It’s a short drive from Angahuan to Uruapan, a good sized city with a scenic national park. I get a camping spot in the lot of a resort hotel, it’s a very nice resort type place with a big pool. There don’t seem to be many people in the hotel at the moment, but there are two Policia Federal camped out in the hotel lobby 24/7. I had thought about going to the national park in the afternoon but I am still sore from the horse ride so decide to spend the afternoon soaking in the pool and sunshine.


In the morning a guy and his dog stop by to say hello. He hands me a couple of avocados, I ask how much and he tells me they are a gift. He lives next to the hotel and is happy to see travelers from other countries.

Still not feeling like a lot of hiking so I set off for Guanajuato. It’s a full day drive through the mountains and small towns of Michoacan. Coming into one town I go through this

Roadblock in Michoacan town

which seems pretty sketchy. Around the corner is a small bus stop all sandbagged up and converted into a makeshift toll booth. I drop a couple of coins into the woman’s cup and she seems happy enough, but I decide not to stop here for lunch.

Later in the afternoon I arrive in Guanajuato, a UNESCO World Heritage Site. It’s a beautiful town but extremely hilly with narrow streets and tunnels going everywhere.

Here is the last few minutes of the drive, arriving at the campground overlooking Guanajuato

Guanajuato Hills

The campground is really just someone’s back yard, with space for four or five trucks or small RVs and a couple of bathrooms. One effect of these hills is that the noise of all of the thousands of barking dogs are reflected and blended together, so there is a constant continuous barking roar in the background day and night.


It’s a great walking town once you get down the hills. Lots of little squares and parks, many great restaurants.


I spend three days here doing a lot of walking through the city. It’s still pretty cold  and cloudy most of the time although the sun comes out for a few hours here and there.


Volcan Paricutin

I had been thinking about continuing down the coast to Acapulco before turning inland, but I’ve been on the beach or in the desert for so long it’s time for something different. I head east out of Puerto Vallarta up into the mountains toward Guadalajara. The road climbs quickly up over 5,000′ and the change in temperature is dramatic, from 95 to 75 in a few hours.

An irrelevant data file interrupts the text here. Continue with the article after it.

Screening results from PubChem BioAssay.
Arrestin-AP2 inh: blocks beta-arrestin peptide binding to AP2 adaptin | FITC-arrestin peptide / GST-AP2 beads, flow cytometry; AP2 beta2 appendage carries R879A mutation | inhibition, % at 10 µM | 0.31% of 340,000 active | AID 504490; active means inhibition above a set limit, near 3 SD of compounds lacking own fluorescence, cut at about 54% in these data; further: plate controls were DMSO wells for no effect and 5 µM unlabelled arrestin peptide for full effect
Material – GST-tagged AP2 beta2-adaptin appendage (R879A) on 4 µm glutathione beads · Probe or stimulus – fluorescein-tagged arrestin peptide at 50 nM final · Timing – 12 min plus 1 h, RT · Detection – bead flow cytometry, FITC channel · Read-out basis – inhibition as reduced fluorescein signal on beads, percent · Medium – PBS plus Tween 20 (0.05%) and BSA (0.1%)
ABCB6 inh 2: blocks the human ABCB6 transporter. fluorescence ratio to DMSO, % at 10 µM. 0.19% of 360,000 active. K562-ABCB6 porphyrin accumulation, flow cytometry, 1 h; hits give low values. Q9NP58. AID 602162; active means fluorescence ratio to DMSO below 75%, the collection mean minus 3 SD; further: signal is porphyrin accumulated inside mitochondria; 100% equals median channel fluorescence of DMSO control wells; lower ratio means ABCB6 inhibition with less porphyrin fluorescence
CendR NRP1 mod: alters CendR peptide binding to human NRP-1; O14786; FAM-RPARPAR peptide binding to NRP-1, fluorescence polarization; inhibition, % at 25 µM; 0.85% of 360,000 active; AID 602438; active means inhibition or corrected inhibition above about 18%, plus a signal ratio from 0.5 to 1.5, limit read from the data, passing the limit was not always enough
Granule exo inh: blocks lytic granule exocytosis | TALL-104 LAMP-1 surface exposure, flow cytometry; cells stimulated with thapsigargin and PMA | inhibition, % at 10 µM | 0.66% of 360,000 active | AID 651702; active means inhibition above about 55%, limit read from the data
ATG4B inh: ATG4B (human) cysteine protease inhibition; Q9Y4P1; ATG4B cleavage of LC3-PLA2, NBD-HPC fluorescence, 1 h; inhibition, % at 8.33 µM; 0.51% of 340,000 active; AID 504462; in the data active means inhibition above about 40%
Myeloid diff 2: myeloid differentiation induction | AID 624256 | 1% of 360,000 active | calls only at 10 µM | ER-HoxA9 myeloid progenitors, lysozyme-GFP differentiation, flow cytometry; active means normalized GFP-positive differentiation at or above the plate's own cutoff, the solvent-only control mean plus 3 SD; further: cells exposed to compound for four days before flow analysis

It finally feels like fall. All of the little farms along the way are harvesting their crops.


Skirting the huge city of Guadalajara I find a very nice campground on the shores of Lago de Chapala. Next day on to the little mountain town of Anaghuan near the Volcan Paricutin.

This volcano appeared in 1943, when a farmer plowing his fields saw the ground crack in front of him, then smoke, steam, and eventually lava erupted. The volcano grew to 1,400′ while lava flows engulfed the towns of Paricutin and San Juan Parangaricutiro. Luckily of the villagers it was slow moving and everybody was able to evacuate safely. The only trace left of these towns is parts of San Juan Parangaricutiro Church which still stand in the lava fields.

There is a large visitor center just outside the town of Angahuan, which is where I plan to camp for a couple of days. It’s a short walk to the church ruins from the visitor center, but if you want to go to the volcano you need a guide as the route is not marked. Turns out I have no trouble finding a guide, as I am bumping along the cobblestoned streets of Angahuan a guide comes galloping up on his horse and trots alongside me through the town. I tell him I would like to hike up to the volcano rather than going on horseback, but it seems like he doesn’t want to walk all that way. He says it’s $500MX to walk with a guide or $600MX for a guide and two horses, and the trip is about 8-9 hours walking or 6 hours on horseback. I sign up for the horseback tour leaving a 8am tomorrow. Just after I get set up in the campsite it starts to rain, which feels strange as it’s been over 6 weeks since I have seen any rain. The visitor center is at around 7,900′ so it got a little chilly at night. I could also feel the elevation, having spent a long time at basically sea level, so horseback option may be the best way to go.